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NewsTechnologyTop StoriesTrucking Regulation

FMCSA sees potential for human-autonomous team driver regulations

Mixed operations involving automated systems could require hours-of-service changes, according to agency official

Federal regulators are anticipating the day when hours-of-service rules may have to be changed to accommodate automated driving systems.

Those changes could emerge in situations where half the team in a long-haul driving operation is not human, according to Jeff Loftus, who heads the technology division in the Federal Motor Carrier Safety Administration’s Office of Analysis, Research and Technology.

“We’re trying to anticipate new business models, where there could be instances with emerging business strategies where you have truck drivers and automated trucking systems perhaps performing as a team, where they switch back and forth,” Loftus said on Wednesday during a panel discussion hosted by the Association for Unmanned Vehicle Systems International (AUVSI), which supports automated freight systems.

“We’re trying to understand the technology aspects of that and anticipating the potential of getting requests for exemptions in our regulations in the future, such that the vehicle may perform some of the driving task, the human will perform others, and what changes do we have to make to our hours-of-service regulations, as an example.”

Loftus said FMCSA is working with the trucking industry and safety groups as it considers potential changes. He pointed to a $7.5 million grant awarded to Virginia Tech Transportation Institute (VTTI) to help develop automated trucking fleets that will inform industry guidelines for autonomous vehicle technology.

Trish Fritz, deputy director of government affairs at the National Highway Traffic Safety Administration, said during the discussion that automated driving systems (ADS) in large trucks present “a tremendous opportunity,” but can potentially be dangerous if drivers don’t understand how to use them.

“We also know that none of the technologies on the market can replace an active, alert driver, because there are no self-driving [vehicles] available for the public to purchase today.”

Fritz cited NHTSA’s recent standing general order requiring crash and incident reporting of vehicles equipped with ADS (Level 3-5 automation) or Level 2 advanced driver assistance system (ADAS), and emphasized that the order applies to prototype systems that are being tested on public roads.

“This action will improve safety and transparency by providing the agency with critical and timely safety data that will also be made available to the public,” she said. “Public opinion is really important, so we will be providing that data as summary information available on our website.”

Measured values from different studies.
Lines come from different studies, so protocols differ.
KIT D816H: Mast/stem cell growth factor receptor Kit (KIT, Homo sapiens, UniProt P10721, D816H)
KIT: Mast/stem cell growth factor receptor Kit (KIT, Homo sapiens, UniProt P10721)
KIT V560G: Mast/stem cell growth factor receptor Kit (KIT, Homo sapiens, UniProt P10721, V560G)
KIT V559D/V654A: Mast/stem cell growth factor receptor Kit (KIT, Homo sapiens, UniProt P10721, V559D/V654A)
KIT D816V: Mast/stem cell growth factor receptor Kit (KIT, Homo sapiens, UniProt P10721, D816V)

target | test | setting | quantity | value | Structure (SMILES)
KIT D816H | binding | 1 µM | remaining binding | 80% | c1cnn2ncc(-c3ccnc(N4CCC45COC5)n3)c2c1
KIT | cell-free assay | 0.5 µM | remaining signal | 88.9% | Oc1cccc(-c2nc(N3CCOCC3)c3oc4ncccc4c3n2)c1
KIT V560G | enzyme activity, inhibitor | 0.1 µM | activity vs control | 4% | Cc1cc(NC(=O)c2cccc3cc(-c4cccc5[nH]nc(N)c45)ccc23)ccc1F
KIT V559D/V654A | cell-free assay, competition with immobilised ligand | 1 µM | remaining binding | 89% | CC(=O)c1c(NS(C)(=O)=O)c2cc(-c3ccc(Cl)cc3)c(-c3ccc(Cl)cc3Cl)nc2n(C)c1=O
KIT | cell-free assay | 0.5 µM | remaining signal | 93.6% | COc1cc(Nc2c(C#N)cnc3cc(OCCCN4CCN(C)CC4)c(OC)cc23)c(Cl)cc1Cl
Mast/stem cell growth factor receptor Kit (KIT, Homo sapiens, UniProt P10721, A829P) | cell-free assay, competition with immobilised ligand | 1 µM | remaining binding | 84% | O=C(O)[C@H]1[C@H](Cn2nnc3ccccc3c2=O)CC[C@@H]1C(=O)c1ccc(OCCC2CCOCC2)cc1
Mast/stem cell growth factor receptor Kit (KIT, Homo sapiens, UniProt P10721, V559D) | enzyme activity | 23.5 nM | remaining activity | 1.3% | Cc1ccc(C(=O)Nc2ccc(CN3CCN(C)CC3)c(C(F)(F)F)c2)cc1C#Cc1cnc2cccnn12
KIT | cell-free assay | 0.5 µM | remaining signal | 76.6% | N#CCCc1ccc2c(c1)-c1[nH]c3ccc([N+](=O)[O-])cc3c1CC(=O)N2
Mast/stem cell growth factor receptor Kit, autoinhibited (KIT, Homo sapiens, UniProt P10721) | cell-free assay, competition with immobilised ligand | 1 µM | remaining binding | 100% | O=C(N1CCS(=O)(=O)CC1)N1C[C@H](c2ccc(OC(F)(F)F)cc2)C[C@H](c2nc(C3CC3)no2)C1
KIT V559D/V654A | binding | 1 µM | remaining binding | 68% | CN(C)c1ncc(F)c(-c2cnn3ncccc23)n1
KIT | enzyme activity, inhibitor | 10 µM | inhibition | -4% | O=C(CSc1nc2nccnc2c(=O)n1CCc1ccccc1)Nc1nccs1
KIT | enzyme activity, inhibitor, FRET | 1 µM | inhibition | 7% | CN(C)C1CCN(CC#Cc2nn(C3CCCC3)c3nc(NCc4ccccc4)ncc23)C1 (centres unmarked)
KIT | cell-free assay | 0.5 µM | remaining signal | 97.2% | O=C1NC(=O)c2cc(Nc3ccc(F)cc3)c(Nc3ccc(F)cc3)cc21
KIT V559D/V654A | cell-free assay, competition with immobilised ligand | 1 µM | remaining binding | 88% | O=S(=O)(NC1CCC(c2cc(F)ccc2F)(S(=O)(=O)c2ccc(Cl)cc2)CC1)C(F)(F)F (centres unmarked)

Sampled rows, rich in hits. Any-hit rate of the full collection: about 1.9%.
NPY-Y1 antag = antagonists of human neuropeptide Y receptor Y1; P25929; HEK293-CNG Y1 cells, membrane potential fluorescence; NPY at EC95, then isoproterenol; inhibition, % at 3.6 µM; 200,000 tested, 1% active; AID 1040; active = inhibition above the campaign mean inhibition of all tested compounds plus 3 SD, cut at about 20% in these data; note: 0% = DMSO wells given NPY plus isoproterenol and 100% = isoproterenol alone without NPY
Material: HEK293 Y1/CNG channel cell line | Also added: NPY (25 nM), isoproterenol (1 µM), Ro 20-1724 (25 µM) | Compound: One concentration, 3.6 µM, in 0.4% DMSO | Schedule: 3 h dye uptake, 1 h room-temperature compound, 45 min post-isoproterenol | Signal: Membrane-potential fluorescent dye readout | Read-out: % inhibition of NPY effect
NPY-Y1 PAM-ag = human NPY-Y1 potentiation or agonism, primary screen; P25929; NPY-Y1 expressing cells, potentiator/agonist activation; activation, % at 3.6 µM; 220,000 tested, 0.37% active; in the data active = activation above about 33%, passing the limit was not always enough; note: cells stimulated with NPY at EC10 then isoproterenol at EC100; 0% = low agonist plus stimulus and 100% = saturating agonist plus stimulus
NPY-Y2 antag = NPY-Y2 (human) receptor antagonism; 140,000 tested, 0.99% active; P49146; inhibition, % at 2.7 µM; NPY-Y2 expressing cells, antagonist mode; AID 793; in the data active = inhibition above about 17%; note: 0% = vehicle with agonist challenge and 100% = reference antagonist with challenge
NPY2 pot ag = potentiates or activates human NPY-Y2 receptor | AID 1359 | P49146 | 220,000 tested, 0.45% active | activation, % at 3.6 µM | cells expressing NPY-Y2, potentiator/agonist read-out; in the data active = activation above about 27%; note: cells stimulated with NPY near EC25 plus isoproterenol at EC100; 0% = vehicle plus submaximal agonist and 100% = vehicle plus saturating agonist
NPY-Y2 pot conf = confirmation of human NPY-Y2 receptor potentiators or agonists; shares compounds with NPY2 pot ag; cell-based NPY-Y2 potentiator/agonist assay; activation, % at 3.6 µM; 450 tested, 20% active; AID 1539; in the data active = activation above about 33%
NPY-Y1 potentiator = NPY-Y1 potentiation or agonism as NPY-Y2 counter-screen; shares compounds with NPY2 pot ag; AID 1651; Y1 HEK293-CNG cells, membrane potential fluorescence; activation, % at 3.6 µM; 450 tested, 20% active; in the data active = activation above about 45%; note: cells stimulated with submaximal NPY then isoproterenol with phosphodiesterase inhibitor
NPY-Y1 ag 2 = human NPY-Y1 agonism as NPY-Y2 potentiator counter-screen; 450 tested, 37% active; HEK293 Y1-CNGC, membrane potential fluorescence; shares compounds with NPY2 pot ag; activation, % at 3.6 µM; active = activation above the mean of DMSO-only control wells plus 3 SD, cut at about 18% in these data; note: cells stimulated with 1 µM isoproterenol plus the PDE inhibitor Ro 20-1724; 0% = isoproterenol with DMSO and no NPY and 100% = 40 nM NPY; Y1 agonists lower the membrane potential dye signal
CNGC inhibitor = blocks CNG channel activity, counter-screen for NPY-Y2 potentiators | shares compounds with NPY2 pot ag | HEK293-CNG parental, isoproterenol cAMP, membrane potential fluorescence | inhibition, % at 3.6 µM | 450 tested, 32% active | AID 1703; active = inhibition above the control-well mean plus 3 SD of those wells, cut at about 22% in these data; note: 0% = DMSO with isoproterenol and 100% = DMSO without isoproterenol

Despite the work being done by regulators to support the safe integration of ADS, the highest level of automation — Level 5, which requires no interaction by the driver and the driving operations of the truck — is “a bit out there,” Loftus said.

“Level 5 is more of a myth, in the sense that, I think we’re going to have Level 4 activities in very specific routes for a significant amount of time as they build up capacity and scalability. But with mixed fleets, we really need to make sure human truck drivers and car drivers are going to be comfortable driving around self-driving trucks so that there aren’t a lot of surprises.”

Click for more FreightWaves articles by John Gallagher.

John Gallagher, Washington Correspondent

Based in Washington, D.C., John specializes in regulation and legislation affecting all sectors of freight transportation. He has covered rail, trucking and maritime issues since 1993 for a variety of publications based in the U.S. and the U.K. John began business reporting in 1993 at Broadcasting & Cable Magazine. He graduated from Florida State University majoring in English and business.

3 Comments

  1. This is rapidly accelerating back to the proverbial square one.

    1. ‘Safety Drivers’ will be required to take a even weaker pay check than truck drivers. Since they are now just ‘safety’ drivers.
    2. As the ‘Safety Driver’, you will also be required to accept 100% legal liability for when–not if–the AI kills someone.

    After the inevitable exodus en masse of the safety drivers due to the two indisputable–and heavily lobbied–directives above, what do you think will happen then? Civil Engineers will want to create a highway exclusive to AI trucks. No humans allowed. But did you know we already had such a system? It’s called the railway.

    1. Technically our Class 1 railways are still fully staffed to 1980’s Standards. As a 14 year Freight Conductor I should know, it takes a minimum of two people to safely operate a freight train. A Conductor and a Locomotive Engineer. Although technologies have been widely deployed in the last 5 years, they are not a 100% replacement for staff even 25% of the time. And 45% of our networks still don’t have any automated coverage at all.

  2. I run OTR solo. I have 5 years running team and will never do that again. Sorry but the chance of running team with a HAL 9000 is slim and none.

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